• Protecting Water and Farmland in Simcoe County

Slip-ups bad for township’s reputation

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In Agriculture
Jan 4th, 2016
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By Dave Dawson Orillia Packet & Times

When it comes to planning matters, Oro-Medonte Township has a less-than-stellar record in recent years.

The development of Burl’s Creek could be used as a case study for all the wrong reasons; the transition from a little-used park to a major destination hosting world-class concerts has been fraught with planning pitfalls and municipal missteps. It remains a mess far from resolved.

One would think that disaster might have prompted more vigilance on the part of the township when it comes to development. Sadly, that does not appear to be the case and, remarkably, it took an eagle-eyed citizen to uncover the debacle.

In late September, Paul Sanderson noticed a parking lot was being constructed just off Line 14, up the road from Lake Simcoe’s Carthew Bay. Crews had clear-cut the 200-foot-wide-by-60-foot-deep site; all trees and vegetation were chopped down and removed. A little later, the topsoil was dug up and removed to make way for truckloads of sand and gravel to elevate the surface by several feet.

Sanderson could not discern any permits and was disgusted by the scorched-earth approach. It prompted him to look into the development and he quickly discovered the land in question was on the Oro Moraine and was considered environmentally protected. Furious, Sanderson filed complaints with both the township and the Lake Simcoe Region Conservation Authority. Guess what? Sanderson was right.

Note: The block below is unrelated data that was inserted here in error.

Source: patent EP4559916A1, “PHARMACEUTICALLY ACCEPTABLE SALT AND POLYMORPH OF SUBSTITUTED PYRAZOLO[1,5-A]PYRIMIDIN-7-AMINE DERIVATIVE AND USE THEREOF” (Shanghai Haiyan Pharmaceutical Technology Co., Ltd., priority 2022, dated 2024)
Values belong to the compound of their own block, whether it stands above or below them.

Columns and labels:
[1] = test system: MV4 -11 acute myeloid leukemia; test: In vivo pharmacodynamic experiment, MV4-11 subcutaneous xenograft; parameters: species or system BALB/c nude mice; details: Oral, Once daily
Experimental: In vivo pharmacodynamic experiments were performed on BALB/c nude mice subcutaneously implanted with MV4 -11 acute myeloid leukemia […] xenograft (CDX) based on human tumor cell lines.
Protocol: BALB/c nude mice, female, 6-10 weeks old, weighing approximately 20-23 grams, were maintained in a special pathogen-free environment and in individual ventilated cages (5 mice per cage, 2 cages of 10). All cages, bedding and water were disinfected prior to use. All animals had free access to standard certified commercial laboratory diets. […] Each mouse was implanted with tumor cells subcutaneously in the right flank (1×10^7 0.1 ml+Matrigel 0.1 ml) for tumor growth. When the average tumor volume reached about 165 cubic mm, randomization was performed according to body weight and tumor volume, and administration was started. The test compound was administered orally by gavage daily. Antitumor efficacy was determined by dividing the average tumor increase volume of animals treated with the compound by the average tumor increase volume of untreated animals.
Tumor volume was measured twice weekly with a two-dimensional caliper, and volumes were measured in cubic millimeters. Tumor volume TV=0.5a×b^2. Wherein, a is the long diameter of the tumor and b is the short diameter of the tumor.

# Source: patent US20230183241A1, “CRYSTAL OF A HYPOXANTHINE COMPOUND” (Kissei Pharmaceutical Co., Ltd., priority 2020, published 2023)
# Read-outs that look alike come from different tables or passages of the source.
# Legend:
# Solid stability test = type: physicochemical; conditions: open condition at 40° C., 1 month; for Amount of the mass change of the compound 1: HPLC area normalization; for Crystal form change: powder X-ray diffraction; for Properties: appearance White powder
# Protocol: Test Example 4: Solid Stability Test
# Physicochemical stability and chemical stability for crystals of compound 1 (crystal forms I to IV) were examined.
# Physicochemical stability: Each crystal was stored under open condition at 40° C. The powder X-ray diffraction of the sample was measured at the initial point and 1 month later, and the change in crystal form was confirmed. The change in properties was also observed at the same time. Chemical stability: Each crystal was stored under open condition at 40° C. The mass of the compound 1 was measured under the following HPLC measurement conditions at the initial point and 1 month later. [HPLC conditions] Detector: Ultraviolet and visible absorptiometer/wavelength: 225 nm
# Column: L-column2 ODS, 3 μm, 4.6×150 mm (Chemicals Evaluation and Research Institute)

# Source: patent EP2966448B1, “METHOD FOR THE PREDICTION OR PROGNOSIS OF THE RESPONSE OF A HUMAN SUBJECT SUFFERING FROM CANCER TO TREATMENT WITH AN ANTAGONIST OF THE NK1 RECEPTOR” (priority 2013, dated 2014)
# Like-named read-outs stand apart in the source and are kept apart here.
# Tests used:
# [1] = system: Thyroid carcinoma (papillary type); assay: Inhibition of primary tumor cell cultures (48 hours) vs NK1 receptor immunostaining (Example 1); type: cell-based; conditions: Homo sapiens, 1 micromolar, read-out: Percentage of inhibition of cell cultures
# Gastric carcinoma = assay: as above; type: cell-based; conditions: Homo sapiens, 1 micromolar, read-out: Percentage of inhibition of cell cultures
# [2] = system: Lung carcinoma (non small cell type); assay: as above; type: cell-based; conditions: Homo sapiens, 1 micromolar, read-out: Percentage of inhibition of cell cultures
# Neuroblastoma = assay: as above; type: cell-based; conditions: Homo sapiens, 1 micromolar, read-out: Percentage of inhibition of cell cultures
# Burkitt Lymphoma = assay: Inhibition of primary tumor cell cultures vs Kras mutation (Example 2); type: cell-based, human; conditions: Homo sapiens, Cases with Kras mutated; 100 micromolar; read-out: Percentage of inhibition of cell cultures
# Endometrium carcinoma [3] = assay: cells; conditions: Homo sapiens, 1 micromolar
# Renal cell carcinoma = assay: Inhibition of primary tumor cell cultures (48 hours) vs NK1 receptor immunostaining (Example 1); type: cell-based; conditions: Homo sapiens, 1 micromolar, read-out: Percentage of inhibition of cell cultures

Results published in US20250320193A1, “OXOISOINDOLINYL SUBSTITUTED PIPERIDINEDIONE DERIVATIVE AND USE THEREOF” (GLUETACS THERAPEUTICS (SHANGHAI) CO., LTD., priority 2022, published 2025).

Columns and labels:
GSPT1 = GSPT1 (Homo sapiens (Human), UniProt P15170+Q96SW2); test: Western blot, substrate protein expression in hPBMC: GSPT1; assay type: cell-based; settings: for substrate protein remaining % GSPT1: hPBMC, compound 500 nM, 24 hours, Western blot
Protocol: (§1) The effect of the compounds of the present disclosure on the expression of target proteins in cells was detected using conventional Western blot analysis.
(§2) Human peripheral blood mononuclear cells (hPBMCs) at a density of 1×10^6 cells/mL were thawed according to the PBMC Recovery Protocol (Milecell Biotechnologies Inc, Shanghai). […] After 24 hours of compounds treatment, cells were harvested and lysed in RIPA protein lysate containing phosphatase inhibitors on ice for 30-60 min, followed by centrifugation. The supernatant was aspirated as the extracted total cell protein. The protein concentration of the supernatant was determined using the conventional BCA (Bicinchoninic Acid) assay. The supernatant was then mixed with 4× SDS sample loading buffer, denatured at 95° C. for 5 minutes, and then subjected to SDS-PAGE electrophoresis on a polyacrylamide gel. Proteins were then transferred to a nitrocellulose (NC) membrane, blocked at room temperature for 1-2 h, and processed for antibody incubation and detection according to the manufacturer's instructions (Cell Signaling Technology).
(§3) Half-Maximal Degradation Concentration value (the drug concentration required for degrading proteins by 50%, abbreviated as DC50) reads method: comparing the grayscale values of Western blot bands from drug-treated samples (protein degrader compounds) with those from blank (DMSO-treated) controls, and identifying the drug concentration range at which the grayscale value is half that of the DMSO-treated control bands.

Oro-Medonte Mayor Harry Hughes called the fiasco an “oversight.” He said the error occurred through a misreading of maps related to what areas of the township are environmentally protected. Earlier, Shawn Binns, the township’s director of recreation and community services, said something similar: “It was an oversight from the township’s perspective that a (conservation authority) permit wasn’t obtained. We fully acknowledge we didn’t get a permit.”

Hughes also vowed the township would work with the conservation authority to remediate the property to its former state and, over the past two weeks, the sand and gravel deposited by the township has been dug up and removed. New trees are expected to be planted in the spring to replace those cut down.

But that’s only the tip of the iceberg. Oro-Medonte needs to review its entire planning process and the people in place who oversee it. How can an experienced staffer like Binns or an experienced council like the one at the municipality’s helm allow something like this to happen? It is almost beyond belief the township staff does not know what land is protected and what is not.

Fortunately, this mess can be cleaned up. While it will be costly in terms of trucking, salaries and various other expenses, the real price to be absorbed is the loss of faith and trust that ensues when a municipality loses its way time after time on important issues.

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